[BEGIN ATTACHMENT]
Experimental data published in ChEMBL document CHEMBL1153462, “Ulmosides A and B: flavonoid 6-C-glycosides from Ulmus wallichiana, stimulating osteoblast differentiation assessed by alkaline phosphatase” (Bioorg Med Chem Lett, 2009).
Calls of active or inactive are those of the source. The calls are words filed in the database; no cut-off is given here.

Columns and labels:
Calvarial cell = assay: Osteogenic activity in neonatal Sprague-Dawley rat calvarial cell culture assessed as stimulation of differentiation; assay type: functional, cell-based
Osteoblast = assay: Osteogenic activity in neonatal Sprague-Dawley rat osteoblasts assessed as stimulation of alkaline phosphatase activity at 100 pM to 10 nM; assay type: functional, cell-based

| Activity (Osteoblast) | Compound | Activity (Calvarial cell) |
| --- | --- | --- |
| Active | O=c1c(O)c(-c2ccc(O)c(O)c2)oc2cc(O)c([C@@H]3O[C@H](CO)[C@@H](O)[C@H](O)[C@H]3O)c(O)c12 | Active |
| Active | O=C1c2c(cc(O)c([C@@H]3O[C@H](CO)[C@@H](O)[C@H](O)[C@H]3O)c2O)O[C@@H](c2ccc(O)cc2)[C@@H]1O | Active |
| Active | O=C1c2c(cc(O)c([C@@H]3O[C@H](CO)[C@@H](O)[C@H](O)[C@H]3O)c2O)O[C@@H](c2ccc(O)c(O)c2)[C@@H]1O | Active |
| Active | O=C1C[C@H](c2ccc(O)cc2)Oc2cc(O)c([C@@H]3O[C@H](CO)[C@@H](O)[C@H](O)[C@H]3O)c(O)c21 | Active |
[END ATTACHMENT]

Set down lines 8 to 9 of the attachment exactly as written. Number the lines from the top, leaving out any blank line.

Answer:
| Active | O=c1c(O)c(-c2ccc(O)c(O)c2)oc2cc(O)c([C@@H]3O[C@H](CO)[C@@H](O)[C@H](O)[C@H]3O)c(O)c12 | Active |
| Active | O=C1c2c(cc(O)c([C@@H]3O[C@H](CO)[C@@H](O)[C@H](O)[C@H]3O)c2O)O[C@@H](c2ccc(O)cc2)[C@@H]1O | Active |